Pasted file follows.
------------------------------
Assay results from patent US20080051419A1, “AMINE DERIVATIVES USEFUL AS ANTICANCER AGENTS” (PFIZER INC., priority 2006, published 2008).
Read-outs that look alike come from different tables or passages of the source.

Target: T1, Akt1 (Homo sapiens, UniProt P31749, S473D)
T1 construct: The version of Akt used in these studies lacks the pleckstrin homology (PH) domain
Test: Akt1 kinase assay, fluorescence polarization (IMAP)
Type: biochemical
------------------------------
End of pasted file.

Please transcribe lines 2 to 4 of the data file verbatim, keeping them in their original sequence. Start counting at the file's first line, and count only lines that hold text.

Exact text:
Read-outs that look alike come from different tables or passages of the source.

Target: T1, Akt1 (Homo sapiens, UniProt P31749, S473D)
T1 construct: The version of Akt used in these studies lacks the pleckstrin homology (PH) domain